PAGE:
Since the Helsinki Final Act fifteen years ago, the CSCE process has been a unique success story. The manifold achievements of last week's Paris Summit, and the common democratic and market commitments enshrined in the Charter of Paris for a New Europe have now taken CSCE a quantum leap forward, and made it into a key element of any future European structure. Undoubtedly, and in the light of the probable dissolution of the Warsaw Treaty Organisation, the CSCE will acquire many important security responsibilities. The increased institutionalisation of the CSCE process has been a common goal of all the Allies. By endowing CSCE with a new system of political consultations and giving it pan-European functions we have fulfilled the objectives of our London Declaration and opened a new institutional chapter in the political development of our entire continent.
Yet to infer from this that the collective security system of the Atlantic Alliance will become superfluous - even over the long term - would be a mistake. New CSCE structures can bridge old antagonisms, and can lead to new, and common concepts for the enhancement of peace and partnership. However, CSCE requires consensus which is difficult to obtain while each of the 34 states has a right of veto, and the CSCE states do not yet share common values or common social systems. Nor is there any kind of enforcement mechanism. Thus for the foreseeable future the CSCE alone cannot ensure stability and the necessary degree of insurance against risks which is provided uniquely by the collective defence capacities of our Alliance.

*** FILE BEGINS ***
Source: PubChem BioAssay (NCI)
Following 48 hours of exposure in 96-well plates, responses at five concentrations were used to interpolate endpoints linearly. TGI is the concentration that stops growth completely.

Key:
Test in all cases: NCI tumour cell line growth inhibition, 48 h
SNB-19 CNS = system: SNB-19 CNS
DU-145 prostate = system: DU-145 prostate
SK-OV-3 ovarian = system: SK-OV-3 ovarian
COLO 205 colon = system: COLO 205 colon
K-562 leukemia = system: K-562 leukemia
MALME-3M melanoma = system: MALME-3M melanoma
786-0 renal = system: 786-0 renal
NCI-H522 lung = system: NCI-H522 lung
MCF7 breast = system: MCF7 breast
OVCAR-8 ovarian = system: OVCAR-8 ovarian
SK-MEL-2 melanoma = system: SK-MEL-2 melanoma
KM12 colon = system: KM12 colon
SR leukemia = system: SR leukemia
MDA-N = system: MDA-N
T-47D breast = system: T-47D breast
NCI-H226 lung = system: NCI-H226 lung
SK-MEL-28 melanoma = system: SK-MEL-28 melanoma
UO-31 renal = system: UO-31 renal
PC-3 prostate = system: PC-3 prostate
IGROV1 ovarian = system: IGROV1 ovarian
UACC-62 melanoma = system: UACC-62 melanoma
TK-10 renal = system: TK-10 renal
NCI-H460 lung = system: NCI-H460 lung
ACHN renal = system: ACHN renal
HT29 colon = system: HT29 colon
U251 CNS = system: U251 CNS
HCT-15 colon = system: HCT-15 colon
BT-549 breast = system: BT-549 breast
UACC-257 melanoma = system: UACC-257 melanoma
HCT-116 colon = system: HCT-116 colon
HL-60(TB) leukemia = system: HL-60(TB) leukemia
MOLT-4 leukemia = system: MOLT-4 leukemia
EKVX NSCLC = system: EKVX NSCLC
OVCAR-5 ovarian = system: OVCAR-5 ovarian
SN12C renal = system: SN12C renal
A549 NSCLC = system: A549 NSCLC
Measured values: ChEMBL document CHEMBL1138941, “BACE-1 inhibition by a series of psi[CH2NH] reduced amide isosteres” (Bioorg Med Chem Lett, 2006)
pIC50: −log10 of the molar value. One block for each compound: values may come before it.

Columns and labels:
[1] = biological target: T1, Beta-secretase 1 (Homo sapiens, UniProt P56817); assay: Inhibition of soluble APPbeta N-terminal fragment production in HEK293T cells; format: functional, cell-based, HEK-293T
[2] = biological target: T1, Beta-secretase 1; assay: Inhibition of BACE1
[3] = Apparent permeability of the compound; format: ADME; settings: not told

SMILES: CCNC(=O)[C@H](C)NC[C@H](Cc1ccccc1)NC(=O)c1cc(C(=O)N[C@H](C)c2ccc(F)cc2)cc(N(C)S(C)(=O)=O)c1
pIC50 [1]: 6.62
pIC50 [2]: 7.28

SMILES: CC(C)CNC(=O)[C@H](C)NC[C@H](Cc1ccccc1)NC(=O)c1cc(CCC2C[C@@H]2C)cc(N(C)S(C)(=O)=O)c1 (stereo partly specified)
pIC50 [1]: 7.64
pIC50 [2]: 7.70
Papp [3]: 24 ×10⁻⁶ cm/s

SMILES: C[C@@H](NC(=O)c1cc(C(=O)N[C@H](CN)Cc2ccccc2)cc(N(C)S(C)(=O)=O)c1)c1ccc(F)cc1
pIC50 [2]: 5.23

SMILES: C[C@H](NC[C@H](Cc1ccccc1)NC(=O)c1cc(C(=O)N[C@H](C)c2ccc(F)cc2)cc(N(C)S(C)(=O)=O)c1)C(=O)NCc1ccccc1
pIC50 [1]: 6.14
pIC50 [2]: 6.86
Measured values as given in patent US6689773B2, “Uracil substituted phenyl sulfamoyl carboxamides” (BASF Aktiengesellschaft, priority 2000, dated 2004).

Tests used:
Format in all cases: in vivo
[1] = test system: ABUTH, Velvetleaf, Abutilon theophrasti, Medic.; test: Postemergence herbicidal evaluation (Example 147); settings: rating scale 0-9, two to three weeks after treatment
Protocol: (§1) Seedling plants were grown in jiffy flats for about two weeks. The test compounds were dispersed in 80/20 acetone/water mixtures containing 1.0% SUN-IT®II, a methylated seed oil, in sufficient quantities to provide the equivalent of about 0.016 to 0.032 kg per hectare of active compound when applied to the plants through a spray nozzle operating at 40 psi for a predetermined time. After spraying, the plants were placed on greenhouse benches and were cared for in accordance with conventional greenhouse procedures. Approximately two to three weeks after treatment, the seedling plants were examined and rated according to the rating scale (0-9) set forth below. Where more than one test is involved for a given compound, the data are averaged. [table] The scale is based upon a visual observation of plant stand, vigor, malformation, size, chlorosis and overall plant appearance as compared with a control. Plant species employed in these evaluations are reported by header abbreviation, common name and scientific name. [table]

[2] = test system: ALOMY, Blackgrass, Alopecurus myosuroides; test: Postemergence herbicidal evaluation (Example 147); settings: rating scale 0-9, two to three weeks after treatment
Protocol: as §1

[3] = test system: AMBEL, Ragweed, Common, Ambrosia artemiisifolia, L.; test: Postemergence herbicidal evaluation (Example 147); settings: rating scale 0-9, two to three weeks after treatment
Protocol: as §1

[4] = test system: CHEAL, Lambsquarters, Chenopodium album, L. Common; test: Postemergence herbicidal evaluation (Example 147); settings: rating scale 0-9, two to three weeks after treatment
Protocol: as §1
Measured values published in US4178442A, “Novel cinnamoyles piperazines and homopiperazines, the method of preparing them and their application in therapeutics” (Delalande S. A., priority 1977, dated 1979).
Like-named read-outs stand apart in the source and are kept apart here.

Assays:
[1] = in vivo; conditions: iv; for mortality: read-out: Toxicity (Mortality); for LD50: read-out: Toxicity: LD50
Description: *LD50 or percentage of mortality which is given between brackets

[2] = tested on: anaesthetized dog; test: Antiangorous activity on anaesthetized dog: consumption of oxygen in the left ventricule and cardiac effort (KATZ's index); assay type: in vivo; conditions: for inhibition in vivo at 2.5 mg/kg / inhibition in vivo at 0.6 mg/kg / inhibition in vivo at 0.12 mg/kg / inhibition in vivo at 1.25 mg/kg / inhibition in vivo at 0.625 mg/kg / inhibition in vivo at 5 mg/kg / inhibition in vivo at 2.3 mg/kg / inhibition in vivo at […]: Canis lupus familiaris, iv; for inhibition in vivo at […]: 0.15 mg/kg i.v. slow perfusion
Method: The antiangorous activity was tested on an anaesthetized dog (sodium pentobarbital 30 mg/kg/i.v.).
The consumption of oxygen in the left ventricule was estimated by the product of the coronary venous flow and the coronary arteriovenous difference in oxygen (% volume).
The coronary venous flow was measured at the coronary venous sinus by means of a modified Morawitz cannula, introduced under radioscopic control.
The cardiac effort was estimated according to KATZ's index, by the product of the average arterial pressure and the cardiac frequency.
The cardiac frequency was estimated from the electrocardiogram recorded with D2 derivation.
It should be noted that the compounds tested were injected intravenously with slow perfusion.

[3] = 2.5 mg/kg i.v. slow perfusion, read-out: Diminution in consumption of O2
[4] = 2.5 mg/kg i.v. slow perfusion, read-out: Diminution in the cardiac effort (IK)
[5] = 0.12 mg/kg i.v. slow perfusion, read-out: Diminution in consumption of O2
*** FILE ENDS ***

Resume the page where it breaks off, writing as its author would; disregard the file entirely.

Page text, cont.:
The relationship between the Alliance and CSCE must be complementary, not one of either/or. NATO will serve as a back-up for CSCE. We will also seek to establish a dynamic interaction with CSCE in its everyday work. For NATO serves not only to provide direct defence for its member states but will also serve indirectly to stabilize the CSCE system. The nations of Central and Eastern Europe have in fact been more explicit than many of our own Western opinion leaders in recognizing this important future role of our Alliance.
This leads me to say a word about the North Atlantic Assembly. Over